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United States Court of Appeals For the Eighth Circuit ___________________________ No. 17-3783 ___________________________ Federal Trade Commission; State of North Dakota, lllllllllllllllllllllPlaintiffs - Appellees, v. Sanford Health; Sanford Bismarck; Mid Dakota Clinic, P.C., lllllllllllllllllllllDefendants - Appellants. -----------------------------State of Minnesota; State of Alaska; State of California; State of Delaware; State of Hawaii; State of Idaho; State of Iowa; State of Mississippi; State of Massachusetts; State of Pennsylvania; Puerto Rico; State of Wyoming, lllllllllllllllllllllAmici on Behalf of Appellee(s). ____________ Appeal from United States District Court for the District of North Dakota - Bismarck ____________ Submitted: November 13, 2018 Filed: June 13, 2019 ____________ Before COLLOTON, SHEPHERD, and STRAS, Circuit Judges. ____________ COLLOTON, Circuit Judge. This is an antitrust case arising under § 7 of the Clayton Act, 15 U.S.C. § 18. The Federal Trade Commission and the State of North Dakota moved to enjoin Sanford Bismarck’s acquisition of Mid Dakota Clinic, P.C., alleging that the merger would violate the Act. The district court1 granted a preliminary injunction after determining that the plaintiffs were likely to succeed in proving that the acquisition would substantially lessen competition in four types of physician services in the Bismarck-Mandan area. The companies appeal, and we affirm. Sanford is an integrated healthcare system operating in North Dakota and several other States. In the Bismarck-Mandan region, Sanford operates an acute care hospital and multiple clinics. The company employs approximately thirty-seven adult primary care physicians, five pediatricians, eight OB/GYN physicians, and four general surgeons. Sanford’s two main competitors in the Bismarck-Mandan region are Mid Dakota and Catholic Health Initiatives St. Alexius Health. Mid Dakota is a multispeciality physician group that includes approximately twenty-three adult primary care physicians, six pediatricians, eight OB/GYN physicians, and five general surgeons. Catholic Health employs eighty-eight physicians, the majority of whom are hospitalists; five are adult primary care physicians. In North Dakota, there are three leading commercial insurers: Blue Cross Blue Shield North Dakota, Medica, and Sanford Health Plan. Blue Cross is the largest, accounting for 61% of the North Dakota health insurance market in 2016. Blue Cross 1 The Honorable Alice R. Senechal, United States Magistrate Judge for the District of North Dakota, to whom the case was referred for final disposition by consent of the parties pursuant to 28 U.S.C. § 636(c). -2- has a participation agreement with every general acute care hospital in the State and with approximately 99% of practicing physicians. Sanford and Medica accounted for 31% and 8% of the 2016 market, respectively. In 2015, Mid Dakota offered itself for sale, and both Catholic Health and Sanford submitted purchase proposals. Mid Dakota initially executed a letter of intent with Catholic Health, but after Catholic Health terminated the deal, Mid Dakota began negotiations with Sanford. The two entities executed a term sheet in August 2016 providing that Sanford would acquire the assets of Mid Dakota. Ten months later, they signed a stock purchase agreement in which Sanford agreed to purchase the outstanding capital stock of Mid Dakota. If the companies merge, then Sanford will have the following market shares in the Bismarck-Mandan region: 99.8% of general surgeon services, 98.6% of pediatric services, 85.7% of adult primary care physician services, and 84.6% of OB/GYN physician services. The Federal Trade Commission and North Dakota Attorney General brought an action seeking to enjoin the merger. Section 7 of the Clayton Act provides that no person engaged in commerce and subject to the jurisdiction of the FTC shall acquire the stock or assets of another person if “the effect of such acquisition may be substantially to lessen competition.” 15 U.S.C. § 18. The FTC alleged that Sanford’s acquisition of Mid Dakota would contravene this proscription and sought an injunction under 15 U.S.C. §§ 26 and 53(b). The complaint asserted that Sanford’s plan “to purchase [Mid Dakota’s] assets through two separate transactions” would “violate Section 7 of the Clayton Act by substantially lessening competition.” After a four-day evidentiary hearing, the district court found that the plaintiffs were likely to succeed on the merits of their claim. The court therefore issued a preliminary injunction. We review the district court’s grant of a preliminary injunction for abuse of discretion. Lankford v. Sherman, 451 F.3d 496, 503 (8th Cir. 2006). “An abuse of -3- discretion occurs where the district court rests its conclusion on clearly erroneous factual findings or erroneous legal conclusions.” Id. at 503-04. A district court may enjoin a proposed merger if the FTC shows that “weighing the equities and considering the Commission’s likelihood of ultimate success, such action would be in the public interest.” FTC v. Tenet Health Care Corp., 186 F.3d 1045, 1051 (8th Cir. 1999) (quoting 15 U.S.C. § 53(b)). To evaluate the FTC’s likelihood of success on the merits, the district court employed a burden-shifting method endorsed by the D.C. Circuit in United States v. Baker Hughes Inc., 908 F.2d 981, 982-83 (D.C. Cir. 1990). Under this approach, the plaintiffs must first present a prima facie case that the merger will result in an undue market concentration for a particular product or service in a particular geographic area. That showing creates a presumption that the merger will substantially lessen competition. The burden of production then shifts to the defendant to rebut the presumption, and, on a sufficient showing, back to the plaintiffs to present additional evidence of anticompetitive effects. The ultimate burden of persuasion remains at all times with the plaintiffs. The companies argue that the district court improperly shifted the ultimate burden of persuasion to the defendants when it required them to produce rebuttal evidence that “clearly shows” that no anticompetitive effects were likely. The district court cited United States v. Philadelphia National Bank, 374 U.S. 321 (1963), where the Court said that “a merger which produces a firm controlling an undue percentage share of the relevant market, and results in a significant increase in the concentration of firms in that market, is so inherently likely to lessen competition substantially that it must be enjoined in the absence of evidence clearly showing that the merger is not likely to have such anticompetitive effects.” Id. at 363 (emphasis added). The D.C. Circuit in Baker Hughes reviewed later decisions that used the term “show” instead of “clearly show,” and concluded that the Supreme Court, without overruling -4- Philadelphia National Bank, “has at the very least lightened the evidentiary burden on a section 7 defendant.” 908 F.2d at 990-91. We conclude that there was no legal error by the district court here. The court followed the analytical framework of Baker Hughes, and specified that “[t]he FTC has the burden of persuasion at all times.” While Baker Hughes adverted to the Supreme Court’s shift in terminology since the 1960s, the D.C. Circuit also recognized that “[t]he more compelling the prima facie case, the more evidence the defendant must present to rebut it successfully.” Id. at 991. In the context of this case, where the plaintiffs presented strong evidence of monopolization or nearmonopolization in each service line, it was necessary for the defendants to make a strong presentation in rebuttal. We are not convinced that the quotation from Philadelphia National Bank, read in the context of the district court’s order as a whole, shifted the burden of persuasion to the defendants or required the defendants to do anything more than produce evidence showing that the FTC’s prima facie case “inaccurately predicts the relevant transaction’s probable effect on future competition.” Id. Turning to the district court’s findings of fact, we review the court’s determination of the relevant market for clear error. FTC v. Lundbeck, Inc., 650 F.3d 1236, 1239 (8th Cir. 2011). The district court first defined the four relevant product markets as adult primary care services, pediatric services, OB/GYN physician services, and general surgeon services, and defined the relevant geographic market as the Bismarck-Mandan area. The district court employed the “hypothetical monopolist test,” which is commonly used in antitrust actions to define the relevant market. See Saint Alphonsus Med. Ctr.-Nampa Inc. v. St. Luke’s Health Sys., Ltd., 778 F.3d 775, 784 (9th Cir. 2015). The test asks whether a hypothetical monopolist could impose a “small but significant nontransitory increase in price” in the proposed market. Id. If consumers would defeat the price increase by switching to products outside of the proposed market, then the market definition is too narrow and must be -5- redefined. Here, the court found that “commercial health insurers would accept a hypothetical monopolist’s [small but significant nontransitory increase in price] rather than market a health insurance plan in the Bismarck-Mandan area that did not include Bismarck-Mandan area physicians providing adult PCP services, pediatrician services, OB/GYN services, and general surgeon services.” The court’s determination was supported by empirical analysis of claims data and testimony of representatives from North Dakota’s three largest insurance companies, including Sanford Health Plan—the insurance provider within Sanford Health’s integrated care system. The representatives each testified that an insurance plan’s network must include each of these services to be competitive in the Bismarck-Mandan area. The companies argue that the district court failed to account for Blue Cross’s dominant position in the market: a provider in North Dakota, they argue, would not be able to impose a price increase on Blue Cross. In determining the relevant market, however, the question is not whether a monopolist would increase prices on an insurer, but whether the insurer “will shift from one product to the other in response to changes in their relative costs.” SuperTurf, Inc. v. Monsanto Co., 660 F.2d 1275, 1278 (8th Cir. 1981). When applied to a merger between health care providers, the hypothetical monopolist test evaluates whether an insurer could avoid a price increase by contracting with physicians who offer services that are outside of the proposed service markets or who are located in a region outside of the proposed geographic market. See FTC v. Penn State Hershey Med. Ctr., 838 F.3d 327, 342 (3d Cir. 2016); Horizontal Merger Guidelines § 4.1.3 (“The hypothetical monopolist’s incentive to raise prices depends both on the extent to which customers would likely substitute away from the products in the candidate market in response to such a price increase and on the profit margins earned on those products.”) (emphasis added). Blue Cross’s alleged bargaining power would not impact its ability to find substitute physician services when facing a price increase; the undisputed testimony was that there are no functional substitutes to a plan offering adult primary care services, pediatric services, -6- OB/GYN physician services, general surgeon services in the Bismarck-Mandan area. The court thus did not clearly err in defining the relevant market. The district court next found that the government made a sufficient prima facie showing because “[t]he changes in [Herfindahl-Hirschman Index] in each of the four physician service lines are well above the Merger Guidelines’ threshold for presumption that the proposed transaction is likely to enhance market power.” In rebuttal, the companies raised four principal arguments: (1) market concentration has no relationship to bargaining power in the North Dakota healthcare market, (2) Catholic Health was poised to enter the market to compete with Sanford after the merger, (3) merger efficiencies offset the potential to harm consumers, and (4) Mid Dakota’s weakened condition justified the merger. The district court evaluated the evidence in support of these contentions and found that the FTC’s evidence still carried the day. The companies first argued that the ordinary presumption that increased market concentration will lead to increased prices does not apply to the North Dakota healthcare market, because Blue Cross is a dominant buyer that sets reimbursement rates using a statewide pricing schedule. Even if a provider has a monopoly or nearmonopoly in one region, they argue, the provider would be unable to increase Blue Cross’s reimbursement rates, so the merger would not impact prices. The district court viewed this contention as a “powerful buyer defense,” and evaluated whether (1) Blue Cross, as a powerful buyer, could use its leverage to sponsor entry to the market, or (2) whether Blue Cross would be able to obtain lower prices from alternative suppliers after a merger. See Horizontal Merger Guidelines § 8. Finding that neither was likely, the court rejected the proffered defense. On appeal, the companies dispute the district court’s characterization of their argument as a powerful buyer defense, and complain again that the district court shifted the burden of persuasion. Yet however the submission is described, the -7- district court expressly placed the burden of persuasion on the plaintiffs, and found that despite the market power of Blue Cross, there was a relationship between market concentration after the merger and bargaining leverage. A Blue Cross representative testified that Sanford, after the proposed merger, would indeed have the power to force Blue Cross to choose between raising prices or leaving the Bismarck-Mandan region. And there was evidence that Blue Cross in the past was forced to modify contract terms with a near-monopoly provider in another area of the State. The district court did not clearly err in crediting this evidence and finding that it outweighed the testimony of the companies’ expert that the merged company would be unlikely to extract higher reimbursements from Blue Cross. The companies also argued that Catholic Health, a competitor of Sanford, was poised to enter and compete in the Bismarck-Mandan market. They contend that Catholic Health’s entrance would counteract the anticompetitive effects of the merger. Entry of competitors into a market can offset anticompetitive effects, however, only if the entrance is “timely, likely, and sufficient in its magnitude, character, and scope to deter or counteract the competitive effects of concern.” Horizontal Merger Guidelines § 9; see also FTC v. Cardinal Health, Inc., 12 F. Supp. 2d 34, 55 (D.D.C. 1998). The court found that Catholic Health would not be able to enter the market quickly after the merger. Catholic Health’s president testified that the company faced difficulties recruiting physicians in the Bismarck-Mandan area. Although the president testified that the company could recruit doctors to enter the market in the short term, Appellants’ App. I, at 174, he also explained that it would take up to twice as long to establish a name and reputation that could compete with Sanford. Id. at 156. On appeal, the companies point to testimony that Catholic Health intended to enter the market and had recruited a top physician in Bismarck. But the district court did not clearly err in giving more weight to Catholic Health’s testimony that it could not timely compete with Sanford in the Bismarck-Mandan market, and in finding that entry of this competitor would not come soon enough to offset anticompetitive effects of the merger. -8- The companies further assert that the district court erred in evaluating the quality efficiencies that would be generated by the merger. In the district court, the companies pointed to five consumer benefits that would be available to more consumers in the Bismarck-Mandan region after the merger: (1) Imagenetics, a program integrating genetic medicine into primary care, (2) behavioral health therapists embedded into primary care clinics, (3) cancer care trials and cancer care outreach to communities outside the Bismarck-Mandan area, (4) a combined and customized electronic medical record system that would better integrate and coordinate patient care, and (5) recruitment of subspecialists to the area. For these efficiencies to counteract anticompetitive effects, they must be independently verifiable and derived specifically from the merger: “[T]hey must be efficiencies that cannot be achieved by either company alone.” FTC v. H.J. Heinz Co., 246 F.3d 708, 721-22 (D.C. Cir. 2001). The district court found, however, that only the Imagenetics program was merger-specific. This putative benefit was not enough to offset the anticompetitive effects of the merger, the court found, because “[e]fficiencies almost never justify a merger to monopoly or near-monopoly.” Horizontal Merger Guidelines § 10; see also Saint Alphonsus, 778 F.3d at 790. The companies argue that the other four proposed efficiencies were also merger-specific, but the district court’s finding was adequately supported by the record. The FTC’s expert reported that Mid Dakota could make the other quality gains without the merger: he provided evidence that patient demands—not practice size—drive physician recruitment, that a combined electronic medical record system was neither required nor certain to integrate and coordinate patient care, and that Mid Dakota and Sanford already provided community outreach services and could expand those services without the merger. Sanford’s own executive admitted that Mid Dakota could employ a behavioral health therapist without the merger. The companies argued in the district court that Mid Dakota did not offer these quality improvements, but the relevant issue was whether Mid Dakota was capable of -9- developing them without the merger. On the record as a whole, the district court’s finding on merger-specific efficiencies was not clear error. The district court also understood the companies to raise a “weakened competitor” defense, asserting that dim long-term prospects of Mid Dakota justified its merger with Sanford. The court rejected this argument based on sufficient evidence that Mid Dakota was financially healthy. Mid Dakota increased revenues in the three years before the lawsuit; physician compensation was 32% above the national average; and minutes from a Mid Dakota shareholder meeting in 2015 shows that the motivation to sell was high share value, not concern about long-term viability. The companies argue that they did not raise a freestanding “weakened competitor defense,” but merely urged the district court to consider the financial status of Mid Dakota in the context of its arguments about efficiencies and potential entry to the market by Catholic Health. Assuming that is true, the district court’s findings on those asserted efficiencies were not clearly erroneous. The judgment of the district court is affirmed. ______________________________ -10-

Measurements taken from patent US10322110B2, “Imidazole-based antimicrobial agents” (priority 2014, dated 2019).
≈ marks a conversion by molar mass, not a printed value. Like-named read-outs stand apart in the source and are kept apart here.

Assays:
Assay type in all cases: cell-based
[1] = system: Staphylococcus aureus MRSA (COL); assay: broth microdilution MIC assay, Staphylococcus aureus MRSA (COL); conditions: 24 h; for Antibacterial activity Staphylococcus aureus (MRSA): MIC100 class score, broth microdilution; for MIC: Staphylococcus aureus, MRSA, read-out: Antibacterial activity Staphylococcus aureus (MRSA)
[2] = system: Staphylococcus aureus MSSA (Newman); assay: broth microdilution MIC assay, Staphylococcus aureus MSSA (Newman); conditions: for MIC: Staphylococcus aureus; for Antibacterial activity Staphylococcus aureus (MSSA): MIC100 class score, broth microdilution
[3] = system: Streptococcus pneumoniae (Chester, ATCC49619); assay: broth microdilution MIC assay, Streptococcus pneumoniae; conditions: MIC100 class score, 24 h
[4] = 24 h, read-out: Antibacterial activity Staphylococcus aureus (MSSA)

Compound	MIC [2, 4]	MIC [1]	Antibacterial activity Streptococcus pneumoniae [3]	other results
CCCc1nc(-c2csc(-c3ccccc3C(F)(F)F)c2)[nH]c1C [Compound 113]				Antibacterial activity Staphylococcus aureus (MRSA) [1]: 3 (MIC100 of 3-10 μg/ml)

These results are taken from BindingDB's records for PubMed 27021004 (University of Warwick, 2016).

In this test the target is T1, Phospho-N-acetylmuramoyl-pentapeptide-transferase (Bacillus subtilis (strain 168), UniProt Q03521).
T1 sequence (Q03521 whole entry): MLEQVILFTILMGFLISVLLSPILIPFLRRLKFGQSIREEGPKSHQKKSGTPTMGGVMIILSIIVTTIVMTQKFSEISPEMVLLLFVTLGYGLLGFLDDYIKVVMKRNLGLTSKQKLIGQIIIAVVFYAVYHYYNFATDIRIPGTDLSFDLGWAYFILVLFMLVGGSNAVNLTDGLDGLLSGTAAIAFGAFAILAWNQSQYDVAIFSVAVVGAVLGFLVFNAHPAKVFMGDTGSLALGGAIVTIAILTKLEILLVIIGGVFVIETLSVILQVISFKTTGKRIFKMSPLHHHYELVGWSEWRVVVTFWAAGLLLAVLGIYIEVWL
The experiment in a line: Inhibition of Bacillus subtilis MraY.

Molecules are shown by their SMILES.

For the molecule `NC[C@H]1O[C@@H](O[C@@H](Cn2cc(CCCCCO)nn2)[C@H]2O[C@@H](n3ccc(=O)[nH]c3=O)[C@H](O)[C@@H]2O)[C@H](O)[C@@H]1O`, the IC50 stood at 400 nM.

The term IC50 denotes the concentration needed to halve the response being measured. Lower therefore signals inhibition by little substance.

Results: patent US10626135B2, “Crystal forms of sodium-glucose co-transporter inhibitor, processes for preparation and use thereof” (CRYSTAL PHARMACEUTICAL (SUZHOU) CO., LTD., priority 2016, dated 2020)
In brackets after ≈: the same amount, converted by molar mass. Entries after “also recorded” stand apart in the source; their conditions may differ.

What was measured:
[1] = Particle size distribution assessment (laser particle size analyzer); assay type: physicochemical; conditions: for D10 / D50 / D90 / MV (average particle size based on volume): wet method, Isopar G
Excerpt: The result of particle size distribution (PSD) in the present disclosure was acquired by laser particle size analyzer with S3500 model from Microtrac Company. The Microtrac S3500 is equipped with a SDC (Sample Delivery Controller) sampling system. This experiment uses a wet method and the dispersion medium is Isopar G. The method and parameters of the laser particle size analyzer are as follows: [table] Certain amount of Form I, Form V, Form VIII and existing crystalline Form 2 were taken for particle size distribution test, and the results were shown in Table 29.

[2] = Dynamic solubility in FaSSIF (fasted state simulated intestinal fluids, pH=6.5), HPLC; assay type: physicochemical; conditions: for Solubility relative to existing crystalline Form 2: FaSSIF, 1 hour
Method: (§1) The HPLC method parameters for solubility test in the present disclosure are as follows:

Primary Holding

The Eighth Circuit affirmed the district court's grant of a preliminary injunction enjoining Sanford Bismarck's acquisition of Mid Dakota under section 7 of the Clayton Act.